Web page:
Milan Things to Do
The cultural life of the city seems to revolve around its most famous edifices, the Galleria, the Duomo and its large piazza, and the Teatro alla Scala, the world's most renowned opera house. The rest of the city is bustling through much of the day, evening and often late into the night.
In Milan the nightlife, as with the restaurants, is probably the best in Italy. The clubs are fairly numerous and often filled with very pretty people, courtesy of the local fashion industry. As with most of Italy, the clubs are fun, even if the patrons are usually more concerned with exhibiting "la bella figura" rather than dancing and partying. Most clubs are open each day until at 3am, and often longer on weekends. The high cover charges usually include a free drink. One area to visit at night is the old port neighborhood of Navgli that retains the funky character that most ports have, and is home to many jazz clubs and good restaurants.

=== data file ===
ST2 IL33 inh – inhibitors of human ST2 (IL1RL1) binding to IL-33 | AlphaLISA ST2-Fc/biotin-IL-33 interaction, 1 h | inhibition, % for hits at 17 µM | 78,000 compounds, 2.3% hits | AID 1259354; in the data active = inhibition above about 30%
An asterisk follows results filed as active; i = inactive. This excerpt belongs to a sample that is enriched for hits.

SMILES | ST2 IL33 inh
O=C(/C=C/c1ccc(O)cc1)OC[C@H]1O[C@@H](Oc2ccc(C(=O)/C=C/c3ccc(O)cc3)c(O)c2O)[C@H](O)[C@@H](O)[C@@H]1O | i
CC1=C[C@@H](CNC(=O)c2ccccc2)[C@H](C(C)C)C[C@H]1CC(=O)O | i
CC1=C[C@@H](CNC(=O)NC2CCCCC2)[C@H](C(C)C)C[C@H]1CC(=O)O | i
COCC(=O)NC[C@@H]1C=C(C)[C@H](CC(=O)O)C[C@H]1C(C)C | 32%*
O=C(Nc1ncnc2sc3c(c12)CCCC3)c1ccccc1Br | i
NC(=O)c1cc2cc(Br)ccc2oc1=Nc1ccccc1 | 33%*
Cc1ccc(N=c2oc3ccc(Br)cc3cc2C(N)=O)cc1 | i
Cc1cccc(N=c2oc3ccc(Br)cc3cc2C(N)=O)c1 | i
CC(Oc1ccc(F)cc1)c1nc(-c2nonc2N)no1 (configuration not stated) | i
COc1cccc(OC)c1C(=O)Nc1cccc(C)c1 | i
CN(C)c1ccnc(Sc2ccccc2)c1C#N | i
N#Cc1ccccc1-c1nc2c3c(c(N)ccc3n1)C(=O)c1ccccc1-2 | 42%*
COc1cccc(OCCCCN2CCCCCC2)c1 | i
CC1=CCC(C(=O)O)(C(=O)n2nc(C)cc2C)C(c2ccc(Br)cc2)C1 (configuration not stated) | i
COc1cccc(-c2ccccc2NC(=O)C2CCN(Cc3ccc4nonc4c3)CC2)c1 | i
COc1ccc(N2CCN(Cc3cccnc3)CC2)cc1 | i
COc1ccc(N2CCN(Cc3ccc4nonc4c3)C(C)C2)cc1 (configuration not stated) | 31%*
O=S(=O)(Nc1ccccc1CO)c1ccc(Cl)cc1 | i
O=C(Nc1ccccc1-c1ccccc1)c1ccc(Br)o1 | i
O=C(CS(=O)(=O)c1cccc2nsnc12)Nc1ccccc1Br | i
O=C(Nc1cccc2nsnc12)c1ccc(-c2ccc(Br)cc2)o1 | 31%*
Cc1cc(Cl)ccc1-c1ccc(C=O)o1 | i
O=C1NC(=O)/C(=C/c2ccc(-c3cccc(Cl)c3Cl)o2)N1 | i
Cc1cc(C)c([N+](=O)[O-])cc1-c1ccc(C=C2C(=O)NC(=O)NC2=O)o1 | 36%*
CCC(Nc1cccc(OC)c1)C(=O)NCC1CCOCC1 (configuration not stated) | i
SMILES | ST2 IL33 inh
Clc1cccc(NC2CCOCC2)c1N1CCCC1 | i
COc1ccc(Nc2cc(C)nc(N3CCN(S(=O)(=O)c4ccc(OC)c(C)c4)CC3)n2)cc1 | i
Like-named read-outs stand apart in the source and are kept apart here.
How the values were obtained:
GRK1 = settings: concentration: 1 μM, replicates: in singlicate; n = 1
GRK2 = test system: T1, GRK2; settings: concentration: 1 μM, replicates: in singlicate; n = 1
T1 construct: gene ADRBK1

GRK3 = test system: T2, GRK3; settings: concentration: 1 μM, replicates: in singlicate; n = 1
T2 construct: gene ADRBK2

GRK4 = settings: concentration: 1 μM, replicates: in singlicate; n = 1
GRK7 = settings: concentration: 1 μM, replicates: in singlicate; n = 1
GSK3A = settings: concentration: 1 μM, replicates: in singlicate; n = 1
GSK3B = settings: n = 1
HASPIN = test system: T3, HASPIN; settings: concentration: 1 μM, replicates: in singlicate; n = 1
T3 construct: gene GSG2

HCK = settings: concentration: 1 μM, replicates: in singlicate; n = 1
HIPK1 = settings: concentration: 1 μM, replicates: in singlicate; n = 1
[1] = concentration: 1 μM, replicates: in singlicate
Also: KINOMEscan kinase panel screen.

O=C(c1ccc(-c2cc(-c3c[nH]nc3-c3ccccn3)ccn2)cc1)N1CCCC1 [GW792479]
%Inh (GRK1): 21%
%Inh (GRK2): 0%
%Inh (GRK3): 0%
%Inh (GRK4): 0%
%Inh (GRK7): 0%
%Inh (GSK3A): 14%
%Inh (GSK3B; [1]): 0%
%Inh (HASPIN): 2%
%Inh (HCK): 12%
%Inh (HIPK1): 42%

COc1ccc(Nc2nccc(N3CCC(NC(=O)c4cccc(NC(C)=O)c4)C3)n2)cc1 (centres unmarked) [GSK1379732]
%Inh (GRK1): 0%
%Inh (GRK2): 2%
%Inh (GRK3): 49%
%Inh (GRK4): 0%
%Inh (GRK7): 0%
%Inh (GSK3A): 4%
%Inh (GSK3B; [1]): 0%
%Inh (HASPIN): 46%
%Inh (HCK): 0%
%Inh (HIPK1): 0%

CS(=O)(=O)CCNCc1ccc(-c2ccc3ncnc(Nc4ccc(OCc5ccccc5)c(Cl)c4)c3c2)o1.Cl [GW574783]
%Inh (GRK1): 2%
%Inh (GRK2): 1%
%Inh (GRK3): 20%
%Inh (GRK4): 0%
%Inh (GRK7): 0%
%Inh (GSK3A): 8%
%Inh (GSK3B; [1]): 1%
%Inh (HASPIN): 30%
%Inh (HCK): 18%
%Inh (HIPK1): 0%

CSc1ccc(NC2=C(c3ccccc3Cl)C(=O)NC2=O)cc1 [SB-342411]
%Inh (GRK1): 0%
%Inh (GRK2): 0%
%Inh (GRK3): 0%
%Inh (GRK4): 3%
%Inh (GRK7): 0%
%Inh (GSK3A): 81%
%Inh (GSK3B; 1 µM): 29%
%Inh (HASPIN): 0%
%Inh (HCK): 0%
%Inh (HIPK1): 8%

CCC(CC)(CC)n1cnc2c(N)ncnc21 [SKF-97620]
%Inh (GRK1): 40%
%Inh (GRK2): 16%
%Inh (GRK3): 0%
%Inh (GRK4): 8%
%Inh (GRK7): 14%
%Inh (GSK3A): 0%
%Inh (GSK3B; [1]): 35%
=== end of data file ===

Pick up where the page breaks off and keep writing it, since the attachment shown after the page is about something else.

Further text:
monuments and museums
galleria vittorio emanuele II
Named after the first king of Italy, to whom it was presented as gift for the unification of Italy, it was completed in 1878 and remains one of the most elegant shopping centers in the world. It is a glass-roofed arcade over four-story buildings housing shops that connect the vast Piazza Duomo to the Piazza della Scala in front of the opera house. In the Galleria you can shop in some of the city's finest stores, enjoy arguably the best coffee in the city, albeit probably the most expensive, and engage in excellent people-watching. A highlight for many, and expression for a hope of good luck is to step and spin on the testicles of the mosaic of the bull (a symbol of Torino, the "little bull", that it faces toward the west) at the Galleria's center.